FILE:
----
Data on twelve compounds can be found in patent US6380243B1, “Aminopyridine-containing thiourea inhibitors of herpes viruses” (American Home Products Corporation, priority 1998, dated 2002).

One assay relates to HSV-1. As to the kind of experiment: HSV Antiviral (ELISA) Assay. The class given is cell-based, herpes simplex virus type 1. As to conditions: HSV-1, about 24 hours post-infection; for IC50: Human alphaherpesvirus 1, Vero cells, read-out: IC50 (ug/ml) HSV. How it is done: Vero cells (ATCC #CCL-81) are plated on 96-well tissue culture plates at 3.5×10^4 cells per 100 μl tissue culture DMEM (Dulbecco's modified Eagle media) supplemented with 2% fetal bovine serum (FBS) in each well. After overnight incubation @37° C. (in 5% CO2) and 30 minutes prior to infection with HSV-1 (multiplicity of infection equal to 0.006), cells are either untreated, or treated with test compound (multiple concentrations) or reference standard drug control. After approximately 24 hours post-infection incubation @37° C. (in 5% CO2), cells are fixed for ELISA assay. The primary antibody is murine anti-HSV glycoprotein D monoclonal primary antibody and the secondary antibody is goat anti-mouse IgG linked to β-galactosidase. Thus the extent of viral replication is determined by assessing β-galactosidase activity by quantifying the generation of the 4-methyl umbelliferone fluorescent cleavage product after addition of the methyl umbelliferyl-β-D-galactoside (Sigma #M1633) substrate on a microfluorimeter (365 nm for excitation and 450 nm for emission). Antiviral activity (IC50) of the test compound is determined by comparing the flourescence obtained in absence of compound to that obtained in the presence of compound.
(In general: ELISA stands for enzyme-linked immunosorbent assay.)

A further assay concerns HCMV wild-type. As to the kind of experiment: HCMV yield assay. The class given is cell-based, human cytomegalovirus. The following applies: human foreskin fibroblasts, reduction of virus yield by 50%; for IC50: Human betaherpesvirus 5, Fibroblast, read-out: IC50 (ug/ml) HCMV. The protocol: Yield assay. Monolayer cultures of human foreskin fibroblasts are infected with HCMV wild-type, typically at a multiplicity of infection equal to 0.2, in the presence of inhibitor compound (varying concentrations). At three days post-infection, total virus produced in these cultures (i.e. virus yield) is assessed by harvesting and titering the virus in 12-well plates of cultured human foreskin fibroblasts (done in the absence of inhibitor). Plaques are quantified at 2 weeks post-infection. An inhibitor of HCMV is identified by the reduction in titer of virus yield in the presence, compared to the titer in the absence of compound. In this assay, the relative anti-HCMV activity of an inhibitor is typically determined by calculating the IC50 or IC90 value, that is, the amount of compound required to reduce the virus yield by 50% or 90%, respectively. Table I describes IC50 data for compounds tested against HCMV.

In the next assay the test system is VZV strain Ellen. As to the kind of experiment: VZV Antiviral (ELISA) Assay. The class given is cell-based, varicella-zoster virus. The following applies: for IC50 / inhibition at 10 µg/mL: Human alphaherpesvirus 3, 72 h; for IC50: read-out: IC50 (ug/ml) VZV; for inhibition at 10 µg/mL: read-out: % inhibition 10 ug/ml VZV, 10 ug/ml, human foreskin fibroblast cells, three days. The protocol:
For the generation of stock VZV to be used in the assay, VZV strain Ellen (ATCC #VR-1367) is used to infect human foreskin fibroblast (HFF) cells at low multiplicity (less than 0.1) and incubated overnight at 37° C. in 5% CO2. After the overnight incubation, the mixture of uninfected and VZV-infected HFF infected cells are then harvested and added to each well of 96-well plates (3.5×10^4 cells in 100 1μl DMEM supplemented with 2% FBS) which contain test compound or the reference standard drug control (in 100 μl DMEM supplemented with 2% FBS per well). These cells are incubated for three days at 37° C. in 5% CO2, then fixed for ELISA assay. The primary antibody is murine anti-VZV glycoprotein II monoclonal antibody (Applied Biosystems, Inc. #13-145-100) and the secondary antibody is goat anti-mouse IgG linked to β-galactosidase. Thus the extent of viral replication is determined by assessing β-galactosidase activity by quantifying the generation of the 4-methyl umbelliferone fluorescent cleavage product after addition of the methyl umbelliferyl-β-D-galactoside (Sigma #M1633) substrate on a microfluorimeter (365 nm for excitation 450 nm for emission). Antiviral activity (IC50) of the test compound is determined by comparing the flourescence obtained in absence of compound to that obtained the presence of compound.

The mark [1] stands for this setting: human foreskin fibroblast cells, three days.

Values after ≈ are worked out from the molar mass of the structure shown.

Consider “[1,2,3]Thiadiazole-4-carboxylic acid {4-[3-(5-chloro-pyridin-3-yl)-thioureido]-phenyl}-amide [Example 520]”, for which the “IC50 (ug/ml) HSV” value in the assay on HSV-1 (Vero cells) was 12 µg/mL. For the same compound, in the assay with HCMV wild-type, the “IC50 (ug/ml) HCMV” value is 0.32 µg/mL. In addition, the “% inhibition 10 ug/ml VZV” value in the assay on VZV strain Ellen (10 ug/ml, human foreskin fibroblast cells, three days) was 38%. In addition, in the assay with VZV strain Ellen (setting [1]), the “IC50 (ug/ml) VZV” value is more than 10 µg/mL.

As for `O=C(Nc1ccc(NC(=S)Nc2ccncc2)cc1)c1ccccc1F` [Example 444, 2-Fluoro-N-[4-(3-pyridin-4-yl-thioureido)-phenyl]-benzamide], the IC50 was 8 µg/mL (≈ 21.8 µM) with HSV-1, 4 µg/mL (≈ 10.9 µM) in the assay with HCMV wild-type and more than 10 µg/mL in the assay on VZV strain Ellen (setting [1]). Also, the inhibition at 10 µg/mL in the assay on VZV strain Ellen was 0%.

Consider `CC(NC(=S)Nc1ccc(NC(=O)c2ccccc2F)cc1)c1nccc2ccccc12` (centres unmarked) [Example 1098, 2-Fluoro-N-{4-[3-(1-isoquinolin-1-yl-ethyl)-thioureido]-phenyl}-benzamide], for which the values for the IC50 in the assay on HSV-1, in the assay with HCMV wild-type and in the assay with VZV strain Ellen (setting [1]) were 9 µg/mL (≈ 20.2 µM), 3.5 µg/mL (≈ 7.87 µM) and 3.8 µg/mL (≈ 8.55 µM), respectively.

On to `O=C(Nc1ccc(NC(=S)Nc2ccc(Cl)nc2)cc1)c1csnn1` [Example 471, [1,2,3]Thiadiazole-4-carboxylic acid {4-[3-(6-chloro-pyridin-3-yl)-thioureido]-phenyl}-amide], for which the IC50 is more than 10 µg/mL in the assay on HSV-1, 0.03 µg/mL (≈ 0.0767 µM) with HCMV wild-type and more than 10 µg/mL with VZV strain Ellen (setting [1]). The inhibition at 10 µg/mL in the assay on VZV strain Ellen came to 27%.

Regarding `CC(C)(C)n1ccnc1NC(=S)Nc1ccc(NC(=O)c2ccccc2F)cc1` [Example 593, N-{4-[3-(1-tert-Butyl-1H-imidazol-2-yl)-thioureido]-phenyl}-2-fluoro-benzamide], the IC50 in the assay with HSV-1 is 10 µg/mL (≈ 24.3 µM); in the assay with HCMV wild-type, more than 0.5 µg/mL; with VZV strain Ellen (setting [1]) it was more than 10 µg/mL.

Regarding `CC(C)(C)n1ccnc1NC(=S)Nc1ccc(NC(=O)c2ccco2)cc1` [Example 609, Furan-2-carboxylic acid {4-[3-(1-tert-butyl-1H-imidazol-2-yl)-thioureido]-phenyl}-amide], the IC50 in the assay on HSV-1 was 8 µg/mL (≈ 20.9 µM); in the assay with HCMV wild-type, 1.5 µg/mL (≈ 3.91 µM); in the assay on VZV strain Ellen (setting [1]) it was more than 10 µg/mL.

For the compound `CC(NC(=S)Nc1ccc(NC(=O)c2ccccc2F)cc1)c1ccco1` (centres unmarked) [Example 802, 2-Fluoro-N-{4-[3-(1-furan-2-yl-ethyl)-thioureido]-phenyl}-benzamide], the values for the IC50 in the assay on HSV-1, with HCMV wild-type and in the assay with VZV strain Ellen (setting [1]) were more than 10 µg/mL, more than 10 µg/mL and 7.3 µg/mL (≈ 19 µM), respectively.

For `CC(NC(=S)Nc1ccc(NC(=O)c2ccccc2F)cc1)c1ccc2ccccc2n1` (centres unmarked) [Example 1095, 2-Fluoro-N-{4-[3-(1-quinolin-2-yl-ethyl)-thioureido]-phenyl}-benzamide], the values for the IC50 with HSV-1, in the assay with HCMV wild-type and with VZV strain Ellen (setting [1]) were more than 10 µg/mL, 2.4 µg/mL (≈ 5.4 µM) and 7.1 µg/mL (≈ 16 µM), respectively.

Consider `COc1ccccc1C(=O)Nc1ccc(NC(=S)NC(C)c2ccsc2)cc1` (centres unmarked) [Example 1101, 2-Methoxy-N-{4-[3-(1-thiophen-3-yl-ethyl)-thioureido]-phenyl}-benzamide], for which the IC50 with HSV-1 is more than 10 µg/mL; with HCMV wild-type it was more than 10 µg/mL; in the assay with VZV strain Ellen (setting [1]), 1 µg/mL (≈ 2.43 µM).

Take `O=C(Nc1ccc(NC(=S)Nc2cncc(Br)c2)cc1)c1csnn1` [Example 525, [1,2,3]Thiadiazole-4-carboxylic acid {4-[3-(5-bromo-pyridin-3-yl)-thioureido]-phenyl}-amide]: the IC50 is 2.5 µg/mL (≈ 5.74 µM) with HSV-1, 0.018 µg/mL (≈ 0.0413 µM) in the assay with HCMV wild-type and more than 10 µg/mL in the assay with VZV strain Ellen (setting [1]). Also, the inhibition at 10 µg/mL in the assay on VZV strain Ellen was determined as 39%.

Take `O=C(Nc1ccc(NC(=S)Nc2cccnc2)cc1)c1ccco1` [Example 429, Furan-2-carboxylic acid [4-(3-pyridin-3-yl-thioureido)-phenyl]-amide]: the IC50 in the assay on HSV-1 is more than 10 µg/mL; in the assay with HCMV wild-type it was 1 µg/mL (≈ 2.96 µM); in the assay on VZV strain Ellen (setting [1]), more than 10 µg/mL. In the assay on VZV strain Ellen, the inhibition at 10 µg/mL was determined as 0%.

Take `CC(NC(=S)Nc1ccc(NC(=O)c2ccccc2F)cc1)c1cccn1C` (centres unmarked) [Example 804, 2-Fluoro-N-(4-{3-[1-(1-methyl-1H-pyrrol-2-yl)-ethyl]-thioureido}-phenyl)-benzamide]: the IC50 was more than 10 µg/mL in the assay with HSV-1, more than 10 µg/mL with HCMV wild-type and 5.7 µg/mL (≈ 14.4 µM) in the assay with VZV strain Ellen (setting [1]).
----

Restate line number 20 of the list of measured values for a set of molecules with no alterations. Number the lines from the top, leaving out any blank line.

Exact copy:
Take `CC(NC(=S)Nc1ccc(NC(=O)c2ccccc2F)cc1)c1cccn1C` (centres unmarked) [Example 804, 2-Fluoro-N-(4-{3-[1-(1-methyl-1H-pyrrol-2-yl)-ethyl]-thioureido}-phenyl)-benzamide]: the IC50 was more than 10 µg/mL in the assay with HSV-1, more than 10 µg/mL with HCMV wild-type and 5.7 µg/mL (≈ 14.4 µM) in the assay with VZV strain Ellen (setting [1]).